HC Deb 24 July 1967 vol 751 cc29-31
13. Dr. Reginald Bennett

asked the Minister of Public Building and Works what organisms have been isolated from the foods served at Lancaster House on the occasion of the reception for the Italian Prime Minister; what foods were found to be contaminated with these virulent salmonella group organisms; why they were contaminated; and what steps he is taking to ensure a proper standard of hygiene in the future.

Mr. Prentice

I am informed by the Medical Officer of Health of the City of Westminster that salmonella typhimurium organisms were found in mayonnaise served at the reception. There is no conclusive evidence to show how the organisms got into the mayonnaise.

Following urgent investigations, the standard of hygiene of the caterers concerned has been found satisfactory. Public health inspectors have also visited all premises where food for Government receptions is prepared or consumed and have found all these premises satisfactory.

I should like to take this opportunity to express my regret that a number of people, including four of our Italian guests, were taken ill. Perhaps I should add that I can find no trace of any similar incident since the Government Hospitality Fund was set up in 1921.

Dr. Bennett

While it must be difficult to apportion blame, is it not very likely to be, as reported in some quarters, that some three-day-old mayonnaise was being re-served and taken in and out of the refrigerator, which, in hot weather, is an appalling breach of public health standards? Is it not a fact that the organism may have reached here is some imported frozen liquid egg which was probably diluted with ducks' eggs, which are full of this type of infection, because numbers of the guests seem to have been infected with live organisms?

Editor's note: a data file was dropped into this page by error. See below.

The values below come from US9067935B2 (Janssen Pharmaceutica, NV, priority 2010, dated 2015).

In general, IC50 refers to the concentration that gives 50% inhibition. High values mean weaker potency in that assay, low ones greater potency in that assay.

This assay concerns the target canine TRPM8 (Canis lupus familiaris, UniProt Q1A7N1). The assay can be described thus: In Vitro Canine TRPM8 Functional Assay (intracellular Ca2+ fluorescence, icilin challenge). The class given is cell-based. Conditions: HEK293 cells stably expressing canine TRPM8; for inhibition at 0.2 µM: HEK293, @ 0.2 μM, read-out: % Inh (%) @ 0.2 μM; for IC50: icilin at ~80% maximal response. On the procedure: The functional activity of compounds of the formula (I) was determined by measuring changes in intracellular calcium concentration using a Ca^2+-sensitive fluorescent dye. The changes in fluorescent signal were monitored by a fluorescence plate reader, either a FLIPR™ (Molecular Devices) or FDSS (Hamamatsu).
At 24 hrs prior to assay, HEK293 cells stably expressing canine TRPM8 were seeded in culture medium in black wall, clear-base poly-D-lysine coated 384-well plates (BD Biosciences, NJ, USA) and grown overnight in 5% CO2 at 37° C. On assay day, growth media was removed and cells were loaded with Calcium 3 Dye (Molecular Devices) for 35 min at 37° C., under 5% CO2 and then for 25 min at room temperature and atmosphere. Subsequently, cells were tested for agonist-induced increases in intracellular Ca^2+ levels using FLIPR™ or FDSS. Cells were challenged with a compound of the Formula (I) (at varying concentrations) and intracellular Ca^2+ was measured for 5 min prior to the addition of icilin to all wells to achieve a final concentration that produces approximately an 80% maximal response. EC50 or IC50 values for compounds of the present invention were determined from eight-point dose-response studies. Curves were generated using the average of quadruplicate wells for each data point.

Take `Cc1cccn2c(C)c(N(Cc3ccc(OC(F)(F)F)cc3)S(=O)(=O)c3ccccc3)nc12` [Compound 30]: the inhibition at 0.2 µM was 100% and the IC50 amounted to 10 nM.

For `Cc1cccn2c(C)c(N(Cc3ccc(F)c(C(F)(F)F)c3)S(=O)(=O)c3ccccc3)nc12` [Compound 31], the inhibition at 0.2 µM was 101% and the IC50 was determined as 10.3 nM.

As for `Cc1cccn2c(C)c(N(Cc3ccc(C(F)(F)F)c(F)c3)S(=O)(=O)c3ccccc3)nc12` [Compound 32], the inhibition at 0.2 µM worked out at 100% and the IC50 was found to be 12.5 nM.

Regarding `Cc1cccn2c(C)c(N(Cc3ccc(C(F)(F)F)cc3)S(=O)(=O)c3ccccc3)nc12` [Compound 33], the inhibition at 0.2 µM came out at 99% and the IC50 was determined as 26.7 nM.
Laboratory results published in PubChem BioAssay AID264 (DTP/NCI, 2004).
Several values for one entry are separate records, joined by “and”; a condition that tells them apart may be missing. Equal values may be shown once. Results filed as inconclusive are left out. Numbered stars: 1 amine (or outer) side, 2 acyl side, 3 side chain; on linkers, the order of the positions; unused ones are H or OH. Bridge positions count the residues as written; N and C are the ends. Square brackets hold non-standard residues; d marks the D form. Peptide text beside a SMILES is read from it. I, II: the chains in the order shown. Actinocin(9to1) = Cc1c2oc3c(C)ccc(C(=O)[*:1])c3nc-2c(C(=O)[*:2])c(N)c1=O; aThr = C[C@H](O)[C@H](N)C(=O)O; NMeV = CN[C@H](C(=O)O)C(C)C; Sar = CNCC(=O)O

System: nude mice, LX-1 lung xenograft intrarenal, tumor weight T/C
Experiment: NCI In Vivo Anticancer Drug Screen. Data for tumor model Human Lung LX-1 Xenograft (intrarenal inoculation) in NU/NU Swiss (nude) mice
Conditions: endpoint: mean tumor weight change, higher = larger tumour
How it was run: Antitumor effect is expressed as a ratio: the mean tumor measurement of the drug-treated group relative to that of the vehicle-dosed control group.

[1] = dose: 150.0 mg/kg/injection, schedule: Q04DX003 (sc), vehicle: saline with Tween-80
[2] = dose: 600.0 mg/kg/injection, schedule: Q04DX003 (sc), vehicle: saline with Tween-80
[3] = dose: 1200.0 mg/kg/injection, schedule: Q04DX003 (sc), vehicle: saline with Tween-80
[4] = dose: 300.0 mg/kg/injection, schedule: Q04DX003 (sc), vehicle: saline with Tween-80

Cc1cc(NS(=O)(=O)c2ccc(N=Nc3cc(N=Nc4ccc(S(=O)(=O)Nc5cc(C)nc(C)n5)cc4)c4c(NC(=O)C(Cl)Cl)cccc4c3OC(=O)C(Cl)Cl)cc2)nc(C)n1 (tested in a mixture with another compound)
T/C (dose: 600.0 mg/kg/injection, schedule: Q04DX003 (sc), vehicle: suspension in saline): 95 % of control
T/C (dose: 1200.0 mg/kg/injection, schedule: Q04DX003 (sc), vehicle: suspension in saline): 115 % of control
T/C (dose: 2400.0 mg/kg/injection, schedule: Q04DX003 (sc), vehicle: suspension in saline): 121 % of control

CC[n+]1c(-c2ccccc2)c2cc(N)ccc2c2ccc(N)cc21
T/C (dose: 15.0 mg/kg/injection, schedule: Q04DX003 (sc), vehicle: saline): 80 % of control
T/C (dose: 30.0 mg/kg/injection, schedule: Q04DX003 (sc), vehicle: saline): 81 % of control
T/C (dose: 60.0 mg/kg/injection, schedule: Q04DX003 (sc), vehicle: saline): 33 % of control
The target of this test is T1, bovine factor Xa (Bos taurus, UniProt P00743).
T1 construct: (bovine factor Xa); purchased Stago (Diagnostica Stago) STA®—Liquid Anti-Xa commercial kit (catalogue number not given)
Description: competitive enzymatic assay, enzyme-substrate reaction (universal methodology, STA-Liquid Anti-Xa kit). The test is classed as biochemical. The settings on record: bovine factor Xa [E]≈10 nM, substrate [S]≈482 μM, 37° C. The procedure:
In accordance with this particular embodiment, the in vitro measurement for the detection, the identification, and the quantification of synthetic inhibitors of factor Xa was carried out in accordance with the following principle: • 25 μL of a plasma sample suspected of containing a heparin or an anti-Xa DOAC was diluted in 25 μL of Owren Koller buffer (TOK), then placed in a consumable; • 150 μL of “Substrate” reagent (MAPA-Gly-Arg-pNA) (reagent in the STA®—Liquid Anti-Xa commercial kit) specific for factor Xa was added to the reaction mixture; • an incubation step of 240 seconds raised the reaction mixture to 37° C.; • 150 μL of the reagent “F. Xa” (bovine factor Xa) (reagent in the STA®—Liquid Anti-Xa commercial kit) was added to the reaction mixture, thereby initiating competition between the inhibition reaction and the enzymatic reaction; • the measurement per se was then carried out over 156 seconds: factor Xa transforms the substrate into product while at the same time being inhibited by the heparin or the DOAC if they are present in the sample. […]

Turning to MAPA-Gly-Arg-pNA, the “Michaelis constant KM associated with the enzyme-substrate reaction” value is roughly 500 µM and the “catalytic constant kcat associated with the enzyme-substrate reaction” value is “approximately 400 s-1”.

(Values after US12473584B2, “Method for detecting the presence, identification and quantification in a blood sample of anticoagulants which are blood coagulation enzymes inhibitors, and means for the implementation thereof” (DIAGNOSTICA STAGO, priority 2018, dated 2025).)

Mr. Prentice

Perhaps the hon. Gentleman would let me have any evidence he has to that effect. I am advised that hens' eggs rather than ducks' eggs are generally used in mayonnaise and there is no conclusive evidence that they or, indeed, any other element in making the mayonnaise were responsible. We have considered the investigations made of the standards of hygiene in the premises of the caterers concerned and the inspection has given them a completely clean bill of health.

Mr. Kitson

Will the right hon. Gentleman say what arrangements he is making so that the people infected can be tested to see whether they are still carriers of the disease? This type of salmonella typhimurium organism is very dangerous and we may now be carriers.

Mr. Prentice

I am advised that, normally, the effects last only five to seven days, so i think the hon. Gentleman's suggestion comes a little late.

Sir W. Bromley-Davenport

Is the right hon. Gentleman aware that, some years ago, I had correspondence with his Department on this point? Is he further aware that to remove salmonella poisoning from an egg it has to be boiled, and hard-boiled for seven to eight minutes? How can one hard-boil an egg to make mayonnaise?

Mr. Prentice

I was not aware of the correspondence to which the hon. Gentleman refers. But raw eggs are used by housewives in many kinds of cooking—the icing on cakes and so on. I am advised that occurrences of poisoning are very rare and are not necessarily connected with eggs. There is no conclusive evidence on this point.